Brazil's Best Movie Songs

by Brazil Club - Let The Music Take You There on 02/28/2018 - 03:41 pm


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Cinema Samba: Brazil Goes To the Movies                                                                  Image - uncredited       

Brazil Club 411: No clear winners for this year's run to the Oscar for 'Best Picture', but that's not the case with Brazilian soundtracks. Movie shorts? No way. When it comes to Blockbusters, Brazil grabs the spotlight.


 

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From The Twilight Saga to Fletch and Fast & Furious, it seems that just about every other movie plot leads to Brazil. That’s understandable: Rio is a great destination no matter the circumstance. Widen that vision to include the rest of the country and it’s easy to see that Brazil’s bigger-than-life reputation can easily accommodate everyone and everything from Demi Moore to James Bond, from high-speed bank vault heists to killer piranhas in the Amazon.

And that makes Brazil perfect for great movie soundtracks.

Bossa Nova’s siren call; the earthy elements of Samba or the contrast of driving percussion against the acoustic echo of a softly strummed guitar are all that are needed to fill this week’s sound stage for ‘Brazil Goes To The Movies’ and it’s been a lot of fun researching the songs for this show.

When Quincy Jones recorded his Big Band Bossa Nova album in 1962, little did he know that a crazy time machine would turn his song ‘Soul Bossa Nova’ into a groovy movie theme for Austin Powers. And I’m sure that a box office hit was the farthest thing from Sarah Vaughan’s mind when she recorded her version of ‘Corcovado’ with Q three years later. We found it on the Heartbreakers soundtrack.

 

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Love Songs? Nowhere Does It Better

There’s Astrud Gilberto, raising expectations for Renée Zellweger in Down With Love, and making her acting debut in Get Yourself a College Girl (We have the movie clip for that scene in the video box on the Brazil Club Lounge page). And did you know that Hugh Laurie had the lead in a Rio-based comedy just before he transformed prime time as Dr. Gregory House? We have the love theme from The Girl From Rio.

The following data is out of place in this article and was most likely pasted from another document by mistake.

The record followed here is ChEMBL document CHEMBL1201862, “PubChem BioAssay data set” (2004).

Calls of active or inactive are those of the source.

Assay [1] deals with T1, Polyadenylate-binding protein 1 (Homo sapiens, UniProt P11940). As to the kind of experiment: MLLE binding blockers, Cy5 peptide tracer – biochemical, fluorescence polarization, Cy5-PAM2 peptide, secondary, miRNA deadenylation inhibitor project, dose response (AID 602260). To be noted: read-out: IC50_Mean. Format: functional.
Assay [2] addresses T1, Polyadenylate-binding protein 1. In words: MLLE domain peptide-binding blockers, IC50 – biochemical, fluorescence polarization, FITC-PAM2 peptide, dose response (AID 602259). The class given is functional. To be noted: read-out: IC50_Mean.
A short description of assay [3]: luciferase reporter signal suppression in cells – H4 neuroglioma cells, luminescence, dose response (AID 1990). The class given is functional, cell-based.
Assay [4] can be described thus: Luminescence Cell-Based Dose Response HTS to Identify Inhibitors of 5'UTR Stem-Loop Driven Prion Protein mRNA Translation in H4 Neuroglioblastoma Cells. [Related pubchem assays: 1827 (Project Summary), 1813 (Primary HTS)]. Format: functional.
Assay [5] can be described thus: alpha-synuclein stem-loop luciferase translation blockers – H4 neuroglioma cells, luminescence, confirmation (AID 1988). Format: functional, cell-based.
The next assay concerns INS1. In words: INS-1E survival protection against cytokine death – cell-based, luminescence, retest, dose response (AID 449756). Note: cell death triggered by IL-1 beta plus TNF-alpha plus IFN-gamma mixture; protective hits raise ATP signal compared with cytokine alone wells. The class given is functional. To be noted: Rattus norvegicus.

Even documentaries get into the act: the cameras were rolling for guitarist Larry Coryell when he brought his Brazilian band to the beach in Salvador, Bahia, and the Cannes Film Festival-winning Senna used a New Bossa tune to propel the story of Brazil’s greatest racing champion down the track.  Musical moments for The Sounds of Brazil this week.

How did all this ‘Brazil and the Movies’ stuff happen? Brazil has had some heavy hitters in its corner, and you can track this history back to a single man – and a woman.


The Part Where We Go Back In Time

Walt Disney made his way to Brazil as part of President Roosevelt’s ‘Good Neighbor Policy’ in 1941, and he didn’t go alone. American scriptwriters, animators and photographers spent several weeks in Rio de Janeiro to lay the groundwork for Saludos Amigos; an animated feature that introduced Donald Duck to his new Brazilian friend Zé Carioca (and the Samba) in the movie’s finale.  Check out these photos. It also introduced America and the rest of the world to what is perhaps Brazil’s best known song.

Walt Disney sought out Brazilian songwriter Ary Barroso to provide music for the film. That’s how we came to know ‘Brazil’ (Aquarela do Brasil). It’s original release in 1939 went largely unnoticed,  but Disney’s movie success turned the song into a giant pop hit here - by 1945 ‘Brazil’ had been performed more than two million times on U.S. radio and TV. Back in the day, those were J. Lo numbers.

The woman was Caren Miranda, who by the time Disney’s film had hit the big screen had already starred in a half a dozen Hollywood hits, including That Night In Rio and Week-End in Havana. Miranda was a true cultural force of nature and she was named as one of America’s most influential women in 1939. Decades later Woody Allen would resurrect one of her greatest hits for his film Radio Days.

And here’s some news: The lead animator of the Ice Age films, Carlos Saldanha returns to direct the sequel to his 2011 hit Rio. Set for its April 11th debut, Rio 2 reunites the voices of Jesse Eisenberg (as Blu) and Anne Hathaway (as Jewel). The storyline will revolve around the World Cup and the Amazon. And maybe you don’t know that Carlos Saldanha is a Brazilian American. Born in Rio de Janeiro, he now calls Hoboken, New Jersey his home.

So, now that the Academy Awards have passed, we have our own winner for ‘Best Motion Picture Songs With A Brazilian Theme’: You!

There go the lights (but please, leave your mobile devices on!)… enjoy the show.

Happy Listening

Scott Adams




 


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This Week on The Sounds of Brazil : 'Long Songs - The Winter Edition’

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